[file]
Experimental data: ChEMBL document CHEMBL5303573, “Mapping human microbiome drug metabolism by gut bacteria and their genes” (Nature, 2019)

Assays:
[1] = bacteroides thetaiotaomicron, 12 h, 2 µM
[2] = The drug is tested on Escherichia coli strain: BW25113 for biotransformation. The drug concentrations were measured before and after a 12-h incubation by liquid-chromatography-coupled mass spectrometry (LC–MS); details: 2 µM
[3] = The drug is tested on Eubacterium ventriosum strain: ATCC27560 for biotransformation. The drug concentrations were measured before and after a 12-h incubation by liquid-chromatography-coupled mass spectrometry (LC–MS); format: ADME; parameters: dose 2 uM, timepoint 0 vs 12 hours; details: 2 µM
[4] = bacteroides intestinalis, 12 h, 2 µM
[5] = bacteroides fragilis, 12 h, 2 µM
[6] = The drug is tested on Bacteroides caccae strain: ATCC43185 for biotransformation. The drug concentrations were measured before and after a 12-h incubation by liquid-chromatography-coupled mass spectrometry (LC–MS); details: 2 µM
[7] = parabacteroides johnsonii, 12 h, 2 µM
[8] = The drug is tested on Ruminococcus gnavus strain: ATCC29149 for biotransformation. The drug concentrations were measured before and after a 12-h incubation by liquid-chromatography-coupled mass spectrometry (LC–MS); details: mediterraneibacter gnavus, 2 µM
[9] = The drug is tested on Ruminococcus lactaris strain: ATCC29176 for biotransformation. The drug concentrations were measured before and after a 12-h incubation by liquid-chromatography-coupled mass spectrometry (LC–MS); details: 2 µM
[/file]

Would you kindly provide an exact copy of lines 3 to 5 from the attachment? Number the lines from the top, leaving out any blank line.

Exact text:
[1] = bacteroides thetaiotaomicron, 12 h, 2 µM
[2] = The drug is tested on Escherichia coli strain: BW25113 for biotransformation. The drug concentrations were measured before and after a 12-h incubation by liquid-chromatography-coupled mass spectrometry (LC–MS); details: 2 µM
[3] = The drug is tested on Eubacterium ventriosum strain: ATCC27560 for biotransformation. The drug concentrations were measured before and after a 12-h incubation by liquid-chromatography-coupled mass spectrometry (LC–MS); format: ADME; parameters: dose 2 uM, timepoint 0 vs 12 hours; details: 2 µM